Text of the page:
A Little Help on my Church 2.0 Article?

Help save my Christmas! I am really struggling with this article. And i need to write it before Christmas for Next-Wave because I SAID I WOULD.

I want to locate the parallels between Web 2.0 and the emerging church (Church 2.0) because there is a lot that both conversations can learn from each other. I want to explore what we are getting from and adding to the conversation. The similarities are startling. I wrote a little on Church 2.0 and went a little further with The Ajax Love of God. But I haven’t nailed it yet. The geeks trying to explain Web 2.0 are also struggling to define it (sounds like the same emerging church definition struggle of 2004) and the criticisms that “Web 2.0 is what the web was supposed to be about in the first place” also ring a bell.

Picture 1

Image (click to enlarge) is from Dion Hinchcliffe’s Web 2.0 blog which is a good place to start.

Here are some parallels:

– participation, interactivity, pre-emptiveness, emergent behavior, importance of macro and large scale, lightweight teams operating with small budgets, distrust of wikipedia and other self-correcting systems, power of the many, power of the long tail, importance of modularity . . . what else?

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Andrew Jones launched his first internet space in 1997 and has been teaching on related issues for the past 20 years. He travels all the time but lives between Wellington, San Francisco and a hobbit home in Prague.


  • Brodie says:

    andrew – i don’t kno wmuch about this stuff so despite my good intentions I’m not sure I’ve much to contribute. Here’s an article I found helpful on Ajax http://www.adaptivepath.com/publications/essays/archives/000385.php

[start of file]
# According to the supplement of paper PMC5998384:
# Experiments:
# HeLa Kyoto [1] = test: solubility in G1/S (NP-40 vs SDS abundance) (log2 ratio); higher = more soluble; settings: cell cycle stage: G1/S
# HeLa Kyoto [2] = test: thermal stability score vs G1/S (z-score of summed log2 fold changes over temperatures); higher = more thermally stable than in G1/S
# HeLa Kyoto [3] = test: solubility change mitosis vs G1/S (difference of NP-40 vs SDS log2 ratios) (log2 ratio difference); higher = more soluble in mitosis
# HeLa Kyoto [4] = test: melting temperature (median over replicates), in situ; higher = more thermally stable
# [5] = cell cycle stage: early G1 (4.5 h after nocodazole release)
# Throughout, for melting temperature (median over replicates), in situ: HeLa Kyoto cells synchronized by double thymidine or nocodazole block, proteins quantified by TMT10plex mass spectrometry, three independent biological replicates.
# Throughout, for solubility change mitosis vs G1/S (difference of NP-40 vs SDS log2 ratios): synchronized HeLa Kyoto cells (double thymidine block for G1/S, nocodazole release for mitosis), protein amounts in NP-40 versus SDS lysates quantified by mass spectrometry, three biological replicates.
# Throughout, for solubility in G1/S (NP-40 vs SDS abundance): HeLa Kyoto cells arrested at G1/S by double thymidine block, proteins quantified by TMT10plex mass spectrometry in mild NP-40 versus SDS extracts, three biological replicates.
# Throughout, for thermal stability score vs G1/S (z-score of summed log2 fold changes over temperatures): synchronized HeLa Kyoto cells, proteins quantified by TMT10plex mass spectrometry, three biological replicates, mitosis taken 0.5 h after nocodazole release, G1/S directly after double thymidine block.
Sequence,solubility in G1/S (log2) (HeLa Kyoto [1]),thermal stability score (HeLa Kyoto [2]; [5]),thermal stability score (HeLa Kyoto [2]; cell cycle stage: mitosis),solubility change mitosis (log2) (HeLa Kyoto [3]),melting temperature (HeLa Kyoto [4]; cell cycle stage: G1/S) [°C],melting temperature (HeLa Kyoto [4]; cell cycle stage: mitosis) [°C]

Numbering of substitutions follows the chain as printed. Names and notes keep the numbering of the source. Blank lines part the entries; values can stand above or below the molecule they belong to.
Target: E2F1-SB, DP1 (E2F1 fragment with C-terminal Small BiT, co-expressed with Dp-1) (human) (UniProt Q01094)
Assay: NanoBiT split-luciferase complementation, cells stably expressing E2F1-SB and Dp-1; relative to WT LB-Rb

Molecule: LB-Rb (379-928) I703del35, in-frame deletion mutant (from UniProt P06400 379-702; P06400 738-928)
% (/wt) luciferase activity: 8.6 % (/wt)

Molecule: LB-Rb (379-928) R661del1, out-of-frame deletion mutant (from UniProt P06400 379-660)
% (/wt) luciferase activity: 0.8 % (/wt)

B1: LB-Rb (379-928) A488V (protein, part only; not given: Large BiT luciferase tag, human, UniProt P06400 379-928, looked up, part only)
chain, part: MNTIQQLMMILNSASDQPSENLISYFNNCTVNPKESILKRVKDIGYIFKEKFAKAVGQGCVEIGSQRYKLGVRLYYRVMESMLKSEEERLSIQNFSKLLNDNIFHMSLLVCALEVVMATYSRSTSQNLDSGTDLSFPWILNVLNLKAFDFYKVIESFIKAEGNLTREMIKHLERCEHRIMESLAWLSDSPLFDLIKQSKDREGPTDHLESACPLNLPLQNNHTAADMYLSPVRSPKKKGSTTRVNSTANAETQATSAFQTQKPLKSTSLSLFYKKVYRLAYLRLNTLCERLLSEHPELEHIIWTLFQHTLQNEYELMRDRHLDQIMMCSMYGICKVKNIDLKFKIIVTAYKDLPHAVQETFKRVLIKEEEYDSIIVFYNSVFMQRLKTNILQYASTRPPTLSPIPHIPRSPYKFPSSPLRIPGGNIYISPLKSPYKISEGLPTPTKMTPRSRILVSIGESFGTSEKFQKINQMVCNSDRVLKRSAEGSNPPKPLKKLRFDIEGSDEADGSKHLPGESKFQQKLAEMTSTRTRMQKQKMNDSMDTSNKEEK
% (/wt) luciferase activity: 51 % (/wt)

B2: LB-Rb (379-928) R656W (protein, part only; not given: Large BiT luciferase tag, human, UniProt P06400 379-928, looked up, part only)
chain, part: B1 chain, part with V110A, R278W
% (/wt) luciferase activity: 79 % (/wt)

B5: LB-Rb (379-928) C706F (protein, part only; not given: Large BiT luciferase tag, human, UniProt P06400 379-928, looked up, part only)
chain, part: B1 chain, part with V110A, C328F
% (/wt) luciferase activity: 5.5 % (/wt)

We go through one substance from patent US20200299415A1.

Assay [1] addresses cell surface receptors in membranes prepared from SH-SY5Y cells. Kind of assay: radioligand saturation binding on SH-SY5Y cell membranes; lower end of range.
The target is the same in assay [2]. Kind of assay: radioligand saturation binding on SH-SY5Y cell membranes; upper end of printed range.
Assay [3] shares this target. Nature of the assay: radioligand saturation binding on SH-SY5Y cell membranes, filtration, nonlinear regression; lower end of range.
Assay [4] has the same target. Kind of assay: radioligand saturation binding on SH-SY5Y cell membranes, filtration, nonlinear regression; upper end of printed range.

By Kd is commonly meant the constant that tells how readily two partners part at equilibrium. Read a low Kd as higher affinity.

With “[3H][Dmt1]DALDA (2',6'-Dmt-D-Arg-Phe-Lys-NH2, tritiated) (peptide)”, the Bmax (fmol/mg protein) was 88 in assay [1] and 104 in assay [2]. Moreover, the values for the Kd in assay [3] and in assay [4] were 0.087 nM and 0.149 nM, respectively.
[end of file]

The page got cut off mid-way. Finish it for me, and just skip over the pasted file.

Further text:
I guess it’s also worth saying something about the negative side of these things. Emerging churches have their own language, meeting places (real and virtual) and hero’s all good for a sence of identity. but what about those on the “outside” or those on the edge who are not initiated? What words might we use to describe them – confused, isolated, mistrustful?
    Trust this is no too off beam of what your trying write and that you get your article done.

  • andrew says:

    and this is exactly what is being said about WEb 2.0 – how to say it without geek language so that everyone gets it?

  • Kester says:

    Prob. way too basic, but the list I posted about on this topic included:
    Radical Decentralization
    Radical Trust / Trust Your Users
    User as contributor
    Rich User Experiences
    Emergent: User behaviour not predetermined
    Small pieces loosely joined
    Harnessing Collective Intelligence
    These I’d picked out from the diagram at this address, but I’m pretty sure you’ll have seen it.
    Happy writing!

  • Ben says:

    Victor Keegan’s column in yesterday Guardian ) makes a similar point about blogging; its still quite a minority interest pursued by a few insiders. That sometimes feels a bit like the E.C. so its great that your thinking about how we it becomes accesible to those on the outside.

  • I’m no expert, but self-determination, or the sense that each person builds what each person needs, seems thematic, though most in emerging movement find community as central, too.

  • Charlie Wear says:

    Hey Andrew,
    Don’t panic, I can wait until the 28th or 29th…
    Charlie 🙂

  • tautoko int. says:

    The similarities of Web 2.0 and the emerging church

    Having spent the last 20 days writing my diploma thesis about knowledge work and social software, I thought a lot about the similarities of web 2.0 and emerging church. Today Andrew asks on his blog about these similarities. So I will try to answer thi…

  • michael lee says:

    We’ve been talking through some of the same things over at Addison Road – Web 2.0 and the ECM seem to be, in many ways, manifestations of the same social value shift, though in radically different realms. You might find some helpful thoughts in our post on Worship 2.0
    It’s grounded on Dick Hart’s (Sxip.com) mantra, that “Open and Simple beats Closed and Complex”, and considers what publishing APIs for the congregated worship event would look like.